"Getting a Meal
Some marine predators had needlelike teeth that pierced and held on to slippery prey like fishes or soft-bodied invertebrates. Others, such as Stenopterygius and Steneosaurus, had thicker, conical teeth to crush struggling prey.

The Shapes of Fast Swimmers
Although many ichthyosaurs resembled sharks and dolphins, they were actually reptiles. Thanks to convergent evolution, these unrelated animals evolved similar bodies because the demands of living underwater favored those shapes over others. Stiff, smooth bodies, tall dorsal fins, and strong tails allowed them all to be fast-swimming predators."


  • Title: Ichthyosaur, marine reptile
  • Location: Posidonienschiefer Formation, Germany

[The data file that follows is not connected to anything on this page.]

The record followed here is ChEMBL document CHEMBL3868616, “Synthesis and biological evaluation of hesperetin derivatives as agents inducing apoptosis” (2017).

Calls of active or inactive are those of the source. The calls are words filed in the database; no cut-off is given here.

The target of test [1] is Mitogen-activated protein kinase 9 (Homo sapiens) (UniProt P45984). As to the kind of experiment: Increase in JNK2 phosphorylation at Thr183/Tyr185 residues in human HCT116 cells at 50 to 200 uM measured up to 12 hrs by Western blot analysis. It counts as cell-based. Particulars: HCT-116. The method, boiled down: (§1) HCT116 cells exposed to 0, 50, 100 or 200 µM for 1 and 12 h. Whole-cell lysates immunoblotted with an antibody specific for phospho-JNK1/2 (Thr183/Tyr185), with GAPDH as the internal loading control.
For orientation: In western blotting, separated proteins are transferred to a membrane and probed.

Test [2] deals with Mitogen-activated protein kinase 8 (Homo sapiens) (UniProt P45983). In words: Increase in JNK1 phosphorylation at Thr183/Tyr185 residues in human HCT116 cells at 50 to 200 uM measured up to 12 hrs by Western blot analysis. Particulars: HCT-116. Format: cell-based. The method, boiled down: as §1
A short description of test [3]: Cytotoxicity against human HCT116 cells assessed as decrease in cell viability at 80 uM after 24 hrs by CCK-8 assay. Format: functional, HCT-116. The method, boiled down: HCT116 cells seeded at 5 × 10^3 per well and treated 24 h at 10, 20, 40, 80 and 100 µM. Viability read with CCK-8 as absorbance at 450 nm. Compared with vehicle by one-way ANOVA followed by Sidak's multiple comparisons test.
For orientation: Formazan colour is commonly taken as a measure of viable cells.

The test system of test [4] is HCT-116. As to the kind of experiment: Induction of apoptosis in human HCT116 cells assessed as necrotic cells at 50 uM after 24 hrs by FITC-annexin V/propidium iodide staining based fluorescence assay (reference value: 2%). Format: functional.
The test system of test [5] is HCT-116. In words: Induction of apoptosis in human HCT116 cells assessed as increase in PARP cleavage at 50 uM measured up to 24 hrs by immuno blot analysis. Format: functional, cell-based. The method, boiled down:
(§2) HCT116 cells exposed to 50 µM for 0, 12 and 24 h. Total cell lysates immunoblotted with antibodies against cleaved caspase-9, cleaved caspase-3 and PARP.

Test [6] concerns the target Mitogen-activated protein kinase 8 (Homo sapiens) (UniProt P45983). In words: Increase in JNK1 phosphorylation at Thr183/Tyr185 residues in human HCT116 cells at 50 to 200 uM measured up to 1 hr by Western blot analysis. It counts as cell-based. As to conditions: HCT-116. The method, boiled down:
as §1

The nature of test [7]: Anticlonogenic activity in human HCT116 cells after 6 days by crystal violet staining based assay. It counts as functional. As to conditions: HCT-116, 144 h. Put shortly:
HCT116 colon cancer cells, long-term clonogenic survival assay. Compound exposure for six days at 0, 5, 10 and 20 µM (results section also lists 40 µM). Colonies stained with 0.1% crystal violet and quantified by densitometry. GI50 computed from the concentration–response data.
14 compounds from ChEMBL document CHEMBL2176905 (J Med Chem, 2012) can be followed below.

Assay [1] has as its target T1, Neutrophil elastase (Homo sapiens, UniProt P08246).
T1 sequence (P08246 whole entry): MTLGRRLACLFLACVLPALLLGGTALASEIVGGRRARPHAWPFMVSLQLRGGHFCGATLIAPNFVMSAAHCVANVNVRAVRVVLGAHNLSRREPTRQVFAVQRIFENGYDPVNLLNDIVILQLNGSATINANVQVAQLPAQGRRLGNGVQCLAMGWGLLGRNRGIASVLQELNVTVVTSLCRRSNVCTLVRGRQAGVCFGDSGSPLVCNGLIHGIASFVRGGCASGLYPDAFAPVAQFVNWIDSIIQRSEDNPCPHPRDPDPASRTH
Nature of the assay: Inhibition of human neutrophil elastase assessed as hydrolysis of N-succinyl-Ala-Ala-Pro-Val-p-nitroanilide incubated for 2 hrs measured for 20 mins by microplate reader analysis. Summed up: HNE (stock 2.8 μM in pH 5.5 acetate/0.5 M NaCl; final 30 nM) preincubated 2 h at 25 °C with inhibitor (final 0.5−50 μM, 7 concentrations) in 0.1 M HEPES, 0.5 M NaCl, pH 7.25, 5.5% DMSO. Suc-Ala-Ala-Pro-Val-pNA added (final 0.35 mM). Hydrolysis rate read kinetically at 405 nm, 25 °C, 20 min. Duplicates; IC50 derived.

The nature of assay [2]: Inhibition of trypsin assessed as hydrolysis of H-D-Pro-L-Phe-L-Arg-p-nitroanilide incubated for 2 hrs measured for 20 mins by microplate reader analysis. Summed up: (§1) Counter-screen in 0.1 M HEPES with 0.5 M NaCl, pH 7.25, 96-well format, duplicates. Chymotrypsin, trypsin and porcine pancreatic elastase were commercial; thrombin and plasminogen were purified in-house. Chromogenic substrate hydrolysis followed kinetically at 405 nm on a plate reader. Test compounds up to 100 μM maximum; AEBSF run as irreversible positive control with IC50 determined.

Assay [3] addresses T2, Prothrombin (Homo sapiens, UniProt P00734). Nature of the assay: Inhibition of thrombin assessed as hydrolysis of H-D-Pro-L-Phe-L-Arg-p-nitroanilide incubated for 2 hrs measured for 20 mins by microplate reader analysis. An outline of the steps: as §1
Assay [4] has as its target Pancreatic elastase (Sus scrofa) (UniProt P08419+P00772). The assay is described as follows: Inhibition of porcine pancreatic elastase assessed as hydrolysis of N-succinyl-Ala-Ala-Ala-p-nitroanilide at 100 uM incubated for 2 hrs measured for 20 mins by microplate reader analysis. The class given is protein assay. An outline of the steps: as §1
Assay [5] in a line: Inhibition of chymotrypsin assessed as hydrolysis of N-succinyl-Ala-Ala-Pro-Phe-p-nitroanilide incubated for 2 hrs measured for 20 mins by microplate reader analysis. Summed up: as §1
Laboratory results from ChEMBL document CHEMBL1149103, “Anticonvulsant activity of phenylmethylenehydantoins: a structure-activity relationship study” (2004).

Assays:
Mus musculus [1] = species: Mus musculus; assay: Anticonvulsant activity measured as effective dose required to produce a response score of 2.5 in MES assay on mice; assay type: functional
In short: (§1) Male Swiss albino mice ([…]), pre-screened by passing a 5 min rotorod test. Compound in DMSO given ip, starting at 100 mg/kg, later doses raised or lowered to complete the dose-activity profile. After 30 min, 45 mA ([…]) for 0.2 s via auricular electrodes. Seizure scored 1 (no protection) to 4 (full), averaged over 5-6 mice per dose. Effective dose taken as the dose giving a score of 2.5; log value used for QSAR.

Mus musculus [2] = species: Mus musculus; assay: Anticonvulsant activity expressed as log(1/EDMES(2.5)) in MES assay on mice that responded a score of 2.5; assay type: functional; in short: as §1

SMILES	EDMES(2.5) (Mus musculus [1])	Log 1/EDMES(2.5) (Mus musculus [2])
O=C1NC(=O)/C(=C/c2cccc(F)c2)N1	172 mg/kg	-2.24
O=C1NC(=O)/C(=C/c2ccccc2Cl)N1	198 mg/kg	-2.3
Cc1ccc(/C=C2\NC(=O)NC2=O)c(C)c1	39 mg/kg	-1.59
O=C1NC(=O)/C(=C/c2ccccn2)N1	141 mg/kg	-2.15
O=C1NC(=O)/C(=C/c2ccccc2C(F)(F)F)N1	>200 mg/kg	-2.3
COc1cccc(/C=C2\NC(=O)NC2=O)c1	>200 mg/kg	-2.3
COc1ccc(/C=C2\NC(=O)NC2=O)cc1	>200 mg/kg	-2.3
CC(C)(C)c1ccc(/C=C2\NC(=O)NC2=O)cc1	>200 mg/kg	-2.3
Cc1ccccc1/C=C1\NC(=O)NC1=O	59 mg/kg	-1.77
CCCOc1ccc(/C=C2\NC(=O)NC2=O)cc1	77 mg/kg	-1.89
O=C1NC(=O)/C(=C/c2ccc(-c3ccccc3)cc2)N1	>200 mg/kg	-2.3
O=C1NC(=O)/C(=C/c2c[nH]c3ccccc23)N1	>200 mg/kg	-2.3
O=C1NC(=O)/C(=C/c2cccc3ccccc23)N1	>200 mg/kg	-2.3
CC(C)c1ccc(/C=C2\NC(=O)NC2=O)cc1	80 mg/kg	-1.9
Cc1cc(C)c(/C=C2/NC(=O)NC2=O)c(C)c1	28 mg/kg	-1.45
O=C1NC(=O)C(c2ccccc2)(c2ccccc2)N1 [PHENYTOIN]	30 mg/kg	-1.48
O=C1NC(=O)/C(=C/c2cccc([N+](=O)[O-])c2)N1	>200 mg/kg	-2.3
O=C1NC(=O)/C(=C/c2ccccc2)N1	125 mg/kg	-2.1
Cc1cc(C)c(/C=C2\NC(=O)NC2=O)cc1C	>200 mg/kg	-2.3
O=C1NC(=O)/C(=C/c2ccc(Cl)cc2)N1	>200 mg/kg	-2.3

• Physical Dimensions: L: 305 cm W: 92 cm D: 13 cm
  • Type: Fossil
  • Rights: This image was obtained from the Smithsonian Institution. The image or its contents may be protected by international copyright laws. http://www.si.edu/termsofuse
  • External Link: View this object record in the Smithsonian Institution Collections Search Center
  • Weight: 226.8 kg
  • USNM Catalog Number(s): V2409
  • Scientific Name: <i>Stenopterygius quadriscissus</i>
  • Photo Credit: James Di Loreto, Smithsonian Institution National Museum of Natural History
  • Historic Period: Lived 183–180 million years ago
  • Geologic Age: Mesozoic - Jurassic - Lower/early
  • Field: Paleobiology

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